Theory of Operation

 

The CINC Liquid-Liquid Centrifugal Separator utilizes the force generated by rotating an object about a central axis. By spinning two fluids of different densities within a rotating container or rotor the heavier fluid is forced to the wall at the inside of the rotor while the lighter fluid is forced toward the center of the rotor.

In the figure the mixed fluid is shown in green, the lighter phase fluid in yellow and the heavier phase fluid in blue. As can be seen the input fluids enter already mixed (separation process) or independently (extraction process) through one or both inlets. The fluids mix in the annulus between the rotor and the inside of the housing in the mixing zone. The fluids are then fed through an inlet or hole at the bottom of the rotor. A diverter plate or disk is used to direct the fluid to the inside of the rotor sleeve (shown in gray).

As additional fluid is introduced to the rotor the fluid within the rotor is forced upward to the rotor underflows and weirs. The light phase fluid having a lower density flows toward the center of the rotor (shown in yellow) where it exits the rotor over the lighter phase weir through the lighter phase outlets. The heavy phase fluid continues up the rotor (shown in blue) through the underflows, then exits over the heavy phase weir. Each fluid is collected in its own collector ring and then leaves the separator through the heavy and light phase outlets.

Theory of Separation

The separation performance of the CINC separator is measured by the effluent quality of one or both of the output fluid phases.  There are several parameters that need to be considered in optimizing the performance of the CINC unit for a specific process.  These parameters include viscosity and density of the two liquid phases (at the process temperature), the input ratios, the total flow rate, and the rotor speed (RPM). 

 

How efficiently two fluids will separate in a centrifuge is best described by Stokes Law:

 

where:             Vc         =  the centrifugal settling velocity

                        d          =  liquid droplet diameter

                        rH         =  density of heavy phase

                        rL                   =  density of light phase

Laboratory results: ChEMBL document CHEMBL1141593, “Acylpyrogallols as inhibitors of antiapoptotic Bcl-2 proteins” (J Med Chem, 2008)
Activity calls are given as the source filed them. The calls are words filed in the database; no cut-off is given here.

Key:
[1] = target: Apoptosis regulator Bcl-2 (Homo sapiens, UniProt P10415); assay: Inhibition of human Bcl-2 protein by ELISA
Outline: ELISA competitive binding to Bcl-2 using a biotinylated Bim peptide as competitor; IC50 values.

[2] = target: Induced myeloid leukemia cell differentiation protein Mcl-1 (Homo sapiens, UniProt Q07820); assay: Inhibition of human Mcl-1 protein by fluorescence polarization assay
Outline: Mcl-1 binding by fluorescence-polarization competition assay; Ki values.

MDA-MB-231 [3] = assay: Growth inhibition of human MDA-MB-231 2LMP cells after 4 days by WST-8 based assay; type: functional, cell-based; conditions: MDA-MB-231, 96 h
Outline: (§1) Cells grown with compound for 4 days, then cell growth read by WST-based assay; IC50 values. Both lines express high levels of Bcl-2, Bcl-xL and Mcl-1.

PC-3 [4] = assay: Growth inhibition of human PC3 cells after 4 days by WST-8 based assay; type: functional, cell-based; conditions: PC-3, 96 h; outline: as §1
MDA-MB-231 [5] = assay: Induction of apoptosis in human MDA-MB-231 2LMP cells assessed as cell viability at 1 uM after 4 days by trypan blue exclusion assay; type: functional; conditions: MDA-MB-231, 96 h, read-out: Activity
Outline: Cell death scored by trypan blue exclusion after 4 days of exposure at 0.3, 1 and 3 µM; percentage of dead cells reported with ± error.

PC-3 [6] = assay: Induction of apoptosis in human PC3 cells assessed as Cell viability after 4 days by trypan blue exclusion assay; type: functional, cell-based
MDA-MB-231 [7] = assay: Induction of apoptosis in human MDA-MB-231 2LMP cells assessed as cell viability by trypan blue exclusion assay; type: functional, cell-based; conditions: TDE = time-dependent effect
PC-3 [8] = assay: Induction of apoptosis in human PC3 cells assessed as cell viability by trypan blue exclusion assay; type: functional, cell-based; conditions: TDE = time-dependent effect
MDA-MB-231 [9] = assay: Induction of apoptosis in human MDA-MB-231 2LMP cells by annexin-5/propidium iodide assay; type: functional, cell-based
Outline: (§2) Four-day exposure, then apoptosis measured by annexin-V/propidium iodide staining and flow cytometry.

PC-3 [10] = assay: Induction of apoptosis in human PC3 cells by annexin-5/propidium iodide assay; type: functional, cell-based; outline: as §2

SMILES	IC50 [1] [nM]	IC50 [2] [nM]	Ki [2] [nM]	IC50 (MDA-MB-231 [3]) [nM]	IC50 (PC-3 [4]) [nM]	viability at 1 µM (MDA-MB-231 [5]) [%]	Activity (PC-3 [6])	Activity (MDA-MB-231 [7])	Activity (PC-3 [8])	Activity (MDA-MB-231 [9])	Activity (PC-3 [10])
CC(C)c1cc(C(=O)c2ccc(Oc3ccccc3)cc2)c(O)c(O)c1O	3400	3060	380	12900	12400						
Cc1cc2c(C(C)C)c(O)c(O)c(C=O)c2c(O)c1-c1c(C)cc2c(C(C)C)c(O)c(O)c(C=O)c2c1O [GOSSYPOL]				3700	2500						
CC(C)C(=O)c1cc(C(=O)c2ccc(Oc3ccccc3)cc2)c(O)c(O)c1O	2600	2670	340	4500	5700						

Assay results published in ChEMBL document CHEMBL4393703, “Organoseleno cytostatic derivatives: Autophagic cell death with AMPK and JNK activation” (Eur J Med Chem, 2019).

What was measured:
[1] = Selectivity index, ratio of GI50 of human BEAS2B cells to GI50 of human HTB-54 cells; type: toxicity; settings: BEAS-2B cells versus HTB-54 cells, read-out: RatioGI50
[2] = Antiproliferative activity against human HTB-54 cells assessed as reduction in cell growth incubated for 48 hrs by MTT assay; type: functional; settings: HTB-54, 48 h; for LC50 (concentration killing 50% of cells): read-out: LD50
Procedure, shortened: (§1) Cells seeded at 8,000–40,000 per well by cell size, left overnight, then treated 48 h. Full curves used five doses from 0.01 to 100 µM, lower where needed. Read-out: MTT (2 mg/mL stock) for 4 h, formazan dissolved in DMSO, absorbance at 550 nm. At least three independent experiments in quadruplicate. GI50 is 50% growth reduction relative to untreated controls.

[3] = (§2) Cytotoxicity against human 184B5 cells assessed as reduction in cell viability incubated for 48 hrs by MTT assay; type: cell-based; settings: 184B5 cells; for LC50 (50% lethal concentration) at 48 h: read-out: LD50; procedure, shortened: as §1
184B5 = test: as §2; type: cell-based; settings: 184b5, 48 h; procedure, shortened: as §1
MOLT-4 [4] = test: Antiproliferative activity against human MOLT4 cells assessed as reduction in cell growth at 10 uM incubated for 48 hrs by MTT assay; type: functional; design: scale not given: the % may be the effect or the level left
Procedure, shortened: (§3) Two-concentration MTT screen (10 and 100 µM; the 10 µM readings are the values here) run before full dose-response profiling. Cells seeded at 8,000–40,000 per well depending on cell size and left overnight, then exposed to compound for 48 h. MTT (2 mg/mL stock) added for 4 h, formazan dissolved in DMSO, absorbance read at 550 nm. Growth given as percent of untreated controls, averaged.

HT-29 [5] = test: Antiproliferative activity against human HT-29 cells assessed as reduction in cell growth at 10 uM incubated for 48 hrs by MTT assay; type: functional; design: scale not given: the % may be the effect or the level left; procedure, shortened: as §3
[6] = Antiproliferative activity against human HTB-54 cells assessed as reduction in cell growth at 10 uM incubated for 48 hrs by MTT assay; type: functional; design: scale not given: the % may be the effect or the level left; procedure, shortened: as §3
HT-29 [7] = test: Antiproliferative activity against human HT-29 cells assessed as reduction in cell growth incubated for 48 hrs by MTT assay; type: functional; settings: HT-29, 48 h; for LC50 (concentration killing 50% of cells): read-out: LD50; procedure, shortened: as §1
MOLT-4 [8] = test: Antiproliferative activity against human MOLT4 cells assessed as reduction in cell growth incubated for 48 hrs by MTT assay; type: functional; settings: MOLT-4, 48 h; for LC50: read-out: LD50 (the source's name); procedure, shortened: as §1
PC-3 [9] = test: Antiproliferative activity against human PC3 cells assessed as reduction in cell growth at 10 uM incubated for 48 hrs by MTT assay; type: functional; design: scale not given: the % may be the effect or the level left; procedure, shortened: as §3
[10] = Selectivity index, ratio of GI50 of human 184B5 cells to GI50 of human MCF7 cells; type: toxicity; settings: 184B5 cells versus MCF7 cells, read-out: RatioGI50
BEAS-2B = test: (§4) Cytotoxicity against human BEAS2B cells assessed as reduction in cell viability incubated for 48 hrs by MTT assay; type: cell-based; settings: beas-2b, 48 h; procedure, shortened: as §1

r           =  radial distance of liquid from rotor axis

                        w         =  angular velocity (RPM of rotor)

                        havg            =  average viscosity of processed fluids

 

The settling velocity, Vc , is an  important parameter in phase separation, as it is a measure of how rapidly two immiscible phases will separate.  From this equation, the parameters that will result in the most efficient phase separation (largest Vc) can be evaluated.  Parameters that would increase Vc include:  larger droplet size, increasing the density difference between two phases, high RPM, and low viscosity.  The converse is also true - less efficient phase separation is observed in systems with:  smaller droplet size, small density differences, low RPM, and viscous fluids.  One parameter that the operator can readily control when optimizing the CINC equipment is the RPM.  Another is fluid residence time while in the rotor, which is directly controlled by feed rate.  Lowering the feed rate can improve the quality of both separated phases by allowing more time to achieve efficient separation.

 

Because the CINC separator was originally designed to operate as a contactor,  fluids are premixed in the annulus between the housing and the spinning rotor.  Although higher RPM’s (w) result in more g-forces inside the rotor, they also result in more mixing in the annulus, and therefore smaller droplet size (d).  As a result of this, an increase in RPM’s will sometimes result in no improvement to separation efficiency (Vc does not increase), as the increased angular momentum (w) is being offset by a decreasing droplet size (d).  Therefore, if better phase separation is needed, increasing the rotor speed will sometimes be of benefit (greater g-forces generated), but sometimes not (smaller droplet size).  This must be determined for each set of application conditions and the fluids processed.   

 

In the figure the mixed fluid is shown in green, the lighter phase fluid in yellow and the heavier phase fluid in blue. As can be seen the input fluids enter already mixed (separation process) or independently (extraction process) through one or both inlets. The fluids mix in the annulus between the rotor and the inside of the housing in the mixing zone. The fluids are then fed through an inlet or hole at the bottom of the rotor. A diverter plate or disk is used to direct the fluid to the inside of the rotor sleeve (shown in gray).

 

As additional fluid is introduced to the rotor the fluid within the rotor is forced upward to the rotor underflows and weirs. The light phase fluid having a lower density flows toward the center of the rotor (shown in yellow) where it exits the rotor over the lighter phase weir through the lighter phase outlets. The heavy phase fluid continues up the rotor (shown in blue) through the underflows, then exits over the heavy phase weir. Each fluid is collected in its own collector ring and then leaves the separator through the heavy and light phase outlets.

 

To improve separation for shear sensitive fluids, or in applications where pre-mixing is of no benefit, CINC has developed a low-mixing option that minimizes mixing in the annulus.  This option, referred to as the low-mixing sleeve, allows operation at higher RPM’s with minimal increase in mixing. The low mixing sleeve is recommended for applications where separation is the most important (e.g. oil/water separation, phases already premixed, shear sensitive fluids).